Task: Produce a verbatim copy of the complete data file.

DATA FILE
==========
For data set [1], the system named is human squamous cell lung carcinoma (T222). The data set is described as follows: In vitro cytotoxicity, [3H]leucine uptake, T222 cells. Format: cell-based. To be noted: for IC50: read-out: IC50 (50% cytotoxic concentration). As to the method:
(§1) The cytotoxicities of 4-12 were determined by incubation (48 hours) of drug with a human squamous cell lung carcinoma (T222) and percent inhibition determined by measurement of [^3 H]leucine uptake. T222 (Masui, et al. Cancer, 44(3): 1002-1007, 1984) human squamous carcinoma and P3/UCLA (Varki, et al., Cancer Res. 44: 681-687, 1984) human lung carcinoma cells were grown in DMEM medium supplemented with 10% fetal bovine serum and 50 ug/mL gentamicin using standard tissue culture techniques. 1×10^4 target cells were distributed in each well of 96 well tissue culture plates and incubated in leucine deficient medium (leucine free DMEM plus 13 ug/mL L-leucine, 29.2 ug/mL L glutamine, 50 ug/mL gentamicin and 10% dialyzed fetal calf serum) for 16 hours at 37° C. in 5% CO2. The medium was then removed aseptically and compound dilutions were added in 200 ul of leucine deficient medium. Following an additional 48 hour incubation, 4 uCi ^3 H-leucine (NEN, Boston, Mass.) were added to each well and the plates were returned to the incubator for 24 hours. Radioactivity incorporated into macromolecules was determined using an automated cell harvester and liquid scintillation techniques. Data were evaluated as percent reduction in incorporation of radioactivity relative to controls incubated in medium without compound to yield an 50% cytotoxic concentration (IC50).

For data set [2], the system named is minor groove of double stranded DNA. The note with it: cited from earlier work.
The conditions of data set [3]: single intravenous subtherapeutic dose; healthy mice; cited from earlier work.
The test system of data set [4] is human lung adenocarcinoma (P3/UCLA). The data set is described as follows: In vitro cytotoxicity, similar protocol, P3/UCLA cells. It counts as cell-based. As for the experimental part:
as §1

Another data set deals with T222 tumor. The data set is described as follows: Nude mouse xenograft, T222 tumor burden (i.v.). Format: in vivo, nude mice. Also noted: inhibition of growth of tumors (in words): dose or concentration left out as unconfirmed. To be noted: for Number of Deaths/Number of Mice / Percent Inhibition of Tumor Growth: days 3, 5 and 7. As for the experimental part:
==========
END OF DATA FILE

For data set [1], the system named is human squamous cell lung carcinoma (T222). The data set is described as follows: In vitro cytotoxicity, [3H]leucine uptake, T222 cells. Format: cell-based. To be noted: for IC50: read-out: IC50 (50% cytotoxic concentration). As to the method:
(§1) The cytotoxicities of 4-12 were determined by incubation (48 hours) of drug with a human squamous cell lung carcinoma (T222) and percent inhibition determined by measurement of [^3 H]leucine uptake. T222 (Masui, et al. Cancer, 44(3): 1002-1007, 1984) human squamous carcinoma and P3/UCLA (Varki, et al., Cancer Res. 44: 681-687, 1984) human lung carcinoma cells were grown in DMEM medium supplemented with 10% fetal bovine serum and 50 ug/mL gentamicin using standard tissue culture techniques. 1×10^4 target cells were distributed in each well of 96 well tissue culture plates and incubated in leucine deficient medium (leucine free DMEM plus 13 ug/mL L-leucine, 29.2 ug/mL L glutamine, 50 ug/mL gentamicin and 10% dialyzed fetal calf serum) for 16 hours at 37° C. in 5% CO2. The medium was then removed aseptically and compound dilutions were added in 200 ul of leucine deficient medium. Following an additional 48 hour incubation, 4 uCi ^3 H-leucine (NEN, Boston, Mass.) were added to each well and the plates were returned to the incubator for 24 hours. Radioactivity incorporated into macromolecules was determined using an automated cell harvester and liquid scintillation techniques. Data were evaluated as percent reduction in incorporation of radioactivity relative to controls incubated in medium without compound to yield an 50% cytotoxic concentration (IC50).

For data set [2], the system named is minor groove of double stranded DNA. The note with it: cited from earlier work.
The conditions of data set [3]: single intravenous subtherapeutic dose; healthy mice; cited from earlier work.
The test system of data set [4] is human lung adenocarcinoma (P3/UCLA). The data set is described as follows: In vitro cytotoxicity, similar protocol, P3/UCLA cells. It counts as cell-based. As for the experimental part:
as §1

Another data set deals with T222 tumor. The data set is described as follows: Nude mouse xenograft, T222 tumor burden (i.v.). Format: in vivo, nude mice. Also noted: inhibition of growth of tumors (in words): dose or concentration left out as unconfirmed. To be noted: for Number of Deaths/Number of Mice / Percent Inhibition of Tumor Growth: days 3, 5 and 7. As for the experimental part: